NEW Warrnambool police crime scene officer Senior Constable Fiona Reid still shudders when she thinks about her involvement with the Black Saturday bushfires.
Nanjing Night Net

The 35-year-old officer is trained in disaster victim identification, skills that saw her sent to badly affected areas including King Lake and Marysville for several days after the fires.

“It was pretty tough,” she said. “Not a lot of crime scene officers were offered the chance to do the disaster victim identification training — a few in the city, just in case.

“At the time I was doing it I supposed they would never need me.

“I identified quite a few people. You had to go in there physically, find the people and transport them out. You had to pick them out of the scene.”

That experience still affects her to this day.

“If I see or hear something about Black Saturday I shudder a little bit.

“It was like landing on another planet. Everything was burnt, we were knee-deep in ash, there was not a leaf on a tree,” she said.

“We got people back to their family so they could say goodbye.

“It was about treating people with dignity.”

Senior Constable Reid has spent 10 years in the police force, starting at Melbourne East before time at the busy Sunshine and Werribee stations.

“Sunshine was a busy station, crazy busy, that really opened my eyes.

“It is very multicultural and a lower socio-economic demographic with a lot of problems relating to drugs and gangs.

“We were always very busy. There was lots of work relating to photographs which had to be of professional standard to be submitted to court, as well as DNA and fingerprints.”

Senior Constable Reid said there were also problems with Indians being the targets of robbery in Sunshine and in the city.

“Indians were targeted because they often carry the latest iPods and iPhones on trains.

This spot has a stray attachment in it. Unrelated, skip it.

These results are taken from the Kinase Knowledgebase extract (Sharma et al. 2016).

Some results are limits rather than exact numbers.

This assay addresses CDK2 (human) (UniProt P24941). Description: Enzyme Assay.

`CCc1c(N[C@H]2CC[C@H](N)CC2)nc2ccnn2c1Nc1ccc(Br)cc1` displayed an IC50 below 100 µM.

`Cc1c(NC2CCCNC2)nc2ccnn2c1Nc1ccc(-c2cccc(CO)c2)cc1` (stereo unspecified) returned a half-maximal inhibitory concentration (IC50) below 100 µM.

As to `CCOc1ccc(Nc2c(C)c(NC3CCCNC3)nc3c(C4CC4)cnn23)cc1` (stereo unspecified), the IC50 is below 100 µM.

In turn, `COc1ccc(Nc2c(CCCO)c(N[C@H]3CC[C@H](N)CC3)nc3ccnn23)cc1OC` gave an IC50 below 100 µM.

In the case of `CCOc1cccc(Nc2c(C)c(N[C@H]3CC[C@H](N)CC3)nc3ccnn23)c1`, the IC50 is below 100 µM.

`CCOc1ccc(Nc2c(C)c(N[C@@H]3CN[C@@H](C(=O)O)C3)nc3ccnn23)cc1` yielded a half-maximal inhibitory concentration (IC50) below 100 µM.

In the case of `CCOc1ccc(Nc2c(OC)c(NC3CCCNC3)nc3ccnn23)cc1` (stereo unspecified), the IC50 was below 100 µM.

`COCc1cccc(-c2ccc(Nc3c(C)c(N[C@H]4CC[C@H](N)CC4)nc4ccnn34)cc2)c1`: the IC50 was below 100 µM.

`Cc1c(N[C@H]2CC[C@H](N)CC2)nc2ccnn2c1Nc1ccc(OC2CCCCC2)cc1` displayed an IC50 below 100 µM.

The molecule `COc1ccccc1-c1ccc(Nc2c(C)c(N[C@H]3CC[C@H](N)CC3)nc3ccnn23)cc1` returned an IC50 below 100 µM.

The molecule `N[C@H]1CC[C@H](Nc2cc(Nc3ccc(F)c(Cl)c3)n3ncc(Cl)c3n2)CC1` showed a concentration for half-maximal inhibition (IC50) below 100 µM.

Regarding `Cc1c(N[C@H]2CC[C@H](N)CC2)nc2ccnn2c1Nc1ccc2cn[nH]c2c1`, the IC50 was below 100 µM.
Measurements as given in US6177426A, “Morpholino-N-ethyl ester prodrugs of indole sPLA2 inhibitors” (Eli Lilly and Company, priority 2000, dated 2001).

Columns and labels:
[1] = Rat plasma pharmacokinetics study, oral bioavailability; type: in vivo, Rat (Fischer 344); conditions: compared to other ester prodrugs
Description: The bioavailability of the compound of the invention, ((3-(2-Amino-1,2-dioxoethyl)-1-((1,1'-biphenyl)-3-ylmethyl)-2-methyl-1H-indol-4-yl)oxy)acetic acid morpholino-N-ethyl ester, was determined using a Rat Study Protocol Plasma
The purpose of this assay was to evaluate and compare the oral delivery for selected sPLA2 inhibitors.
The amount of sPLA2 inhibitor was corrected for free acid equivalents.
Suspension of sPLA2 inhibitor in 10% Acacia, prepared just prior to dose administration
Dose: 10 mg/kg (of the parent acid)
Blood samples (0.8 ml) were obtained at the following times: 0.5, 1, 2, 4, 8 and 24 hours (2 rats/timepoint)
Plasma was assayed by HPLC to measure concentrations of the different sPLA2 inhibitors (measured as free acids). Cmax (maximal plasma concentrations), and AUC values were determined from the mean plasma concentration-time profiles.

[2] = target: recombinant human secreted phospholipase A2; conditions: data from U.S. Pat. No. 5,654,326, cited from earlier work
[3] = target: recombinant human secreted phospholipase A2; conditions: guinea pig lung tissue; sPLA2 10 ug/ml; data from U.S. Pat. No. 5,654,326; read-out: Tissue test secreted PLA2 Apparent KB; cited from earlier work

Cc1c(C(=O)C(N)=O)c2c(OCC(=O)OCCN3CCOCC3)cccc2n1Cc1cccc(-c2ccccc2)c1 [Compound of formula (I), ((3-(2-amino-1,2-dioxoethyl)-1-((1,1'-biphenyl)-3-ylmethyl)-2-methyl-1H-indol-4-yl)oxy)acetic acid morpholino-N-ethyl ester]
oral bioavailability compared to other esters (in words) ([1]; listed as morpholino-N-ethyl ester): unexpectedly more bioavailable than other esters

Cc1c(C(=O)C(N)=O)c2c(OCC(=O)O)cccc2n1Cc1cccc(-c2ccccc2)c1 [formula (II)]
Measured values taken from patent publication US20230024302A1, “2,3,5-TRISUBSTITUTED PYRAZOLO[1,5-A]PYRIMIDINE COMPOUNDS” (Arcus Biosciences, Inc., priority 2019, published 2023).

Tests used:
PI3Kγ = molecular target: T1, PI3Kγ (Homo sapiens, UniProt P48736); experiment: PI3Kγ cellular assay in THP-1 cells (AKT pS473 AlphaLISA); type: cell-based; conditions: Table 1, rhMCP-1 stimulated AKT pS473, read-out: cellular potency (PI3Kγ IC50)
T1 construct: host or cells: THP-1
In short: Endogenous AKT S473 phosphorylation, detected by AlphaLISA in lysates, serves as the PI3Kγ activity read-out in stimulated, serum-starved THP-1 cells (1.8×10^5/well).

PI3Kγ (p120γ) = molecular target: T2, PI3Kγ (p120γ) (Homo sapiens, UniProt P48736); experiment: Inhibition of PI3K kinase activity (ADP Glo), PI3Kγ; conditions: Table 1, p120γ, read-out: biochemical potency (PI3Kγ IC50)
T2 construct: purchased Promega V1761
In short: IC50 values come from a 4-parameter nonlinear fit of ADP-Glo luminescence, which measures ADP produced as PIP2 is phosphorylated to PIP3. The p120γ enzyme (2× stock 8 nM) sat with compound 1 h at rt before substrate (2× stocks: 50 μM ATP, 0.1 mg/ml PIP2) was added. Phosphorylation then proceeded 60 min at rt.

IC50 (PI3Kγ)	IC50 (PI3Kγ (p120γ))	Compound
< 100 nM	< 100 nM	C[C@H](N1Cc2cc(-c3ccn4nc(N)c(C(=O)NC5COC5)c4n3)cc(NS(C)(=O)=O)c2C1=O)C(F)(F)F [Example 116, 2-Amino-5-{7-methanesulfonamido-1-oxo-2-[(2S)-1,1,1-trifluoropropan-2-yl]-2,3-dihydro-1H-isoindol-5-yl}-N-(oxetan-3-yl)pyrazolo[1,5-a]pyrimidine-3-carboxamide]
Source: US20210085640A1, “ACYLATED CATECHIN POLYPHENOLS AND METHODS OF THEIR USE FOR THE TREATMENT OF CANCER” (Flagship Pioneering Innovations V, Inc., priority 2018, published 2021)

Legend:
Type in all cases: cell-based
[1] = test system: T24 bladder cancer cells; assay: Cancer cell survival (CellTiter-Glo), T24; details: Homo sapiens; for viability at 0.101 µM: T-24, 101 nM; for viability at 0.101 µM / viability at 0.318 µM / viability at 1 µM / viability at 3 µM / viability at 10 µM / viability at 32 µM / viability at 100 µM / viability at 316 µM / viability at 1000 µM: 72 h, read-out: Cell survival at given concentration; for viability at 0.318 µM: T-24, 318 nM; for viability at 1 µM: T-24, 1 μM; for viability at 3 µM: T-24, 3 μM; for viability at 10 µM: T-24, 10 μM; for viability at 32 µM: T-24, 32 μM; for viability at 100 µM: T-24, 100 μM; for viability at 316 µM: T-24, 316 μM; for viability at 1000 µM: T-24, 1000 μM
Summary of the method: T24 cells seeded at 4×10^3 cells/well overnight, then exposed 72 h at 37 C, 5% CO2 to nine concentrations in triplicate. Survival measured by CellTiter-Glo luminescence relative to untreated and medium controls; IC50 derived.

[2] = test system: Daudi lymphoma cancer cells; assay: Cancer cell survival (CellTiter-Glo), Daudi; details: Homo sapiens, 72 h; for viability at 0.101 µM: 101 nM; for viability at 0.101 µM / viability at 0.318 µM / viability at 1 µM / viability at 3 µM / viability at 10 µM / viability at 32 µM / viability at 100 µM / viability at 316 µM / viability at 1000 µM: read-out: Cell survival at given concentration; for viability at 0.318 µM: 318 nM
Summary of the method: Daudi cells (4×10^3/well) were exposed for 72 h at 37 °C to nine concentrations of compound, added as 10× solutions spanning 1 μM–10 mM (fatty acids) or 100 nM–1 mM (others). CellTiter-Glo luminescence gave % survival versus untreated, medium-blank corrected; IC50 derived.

“They are seen as easy targets and I spent a lot of time processing those scenes and taking photos of injuries at Sunshine especially,” she said.

“With the assistance of the media and targeted operations, things have improved.

“People are becoming more educated and aware. People assume nothing will happen to them but it does.

“It’s best to pop expensive items out of sight and remain in well-lit areas.”

The crime scene officer said when she went to Werribee it was one of the fastest growing areas outside Melbourne.

“There was a population boom and it was a challenge in relation to police numbers.

“It was a struggle. All crime categories were going up.

“Police numbers were stretched. There were many burglaries.

“We also attended car collisions and took measurements of the scenes, attended serious assaults and suicides and took photos.”

Senior Constable Reid also assisted during the Queensland floods in a more general capacity to help stop looting.

“There was a bit going on unfortunately. That was more about community policing and proactive policing.

“I was glad to be of help for two weeks,” she said.

“I saw water as high as a Bunnings store roof and a caravan tipped upside-down on a double-storey roof.

“I’ve seen a few natural disasters and I’ll definitely volunteer for that sort of role again.”

The officer grew up on a farm at Pooncarie, New South Wales, about 130 kilometres north of Mildura.

“I’ve always loved the country and decided it was time for a sea change,” she said.

“I’m single, very single, but I am looking forward to meeting new people.

“The work here is different and we cover a huge area.

“I visited Warrnambool growing up and I’ve been very pleased to be able to move here.”

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Senior Constable Fiona Reid is joining Warrnambool’s crime scene investigation team.

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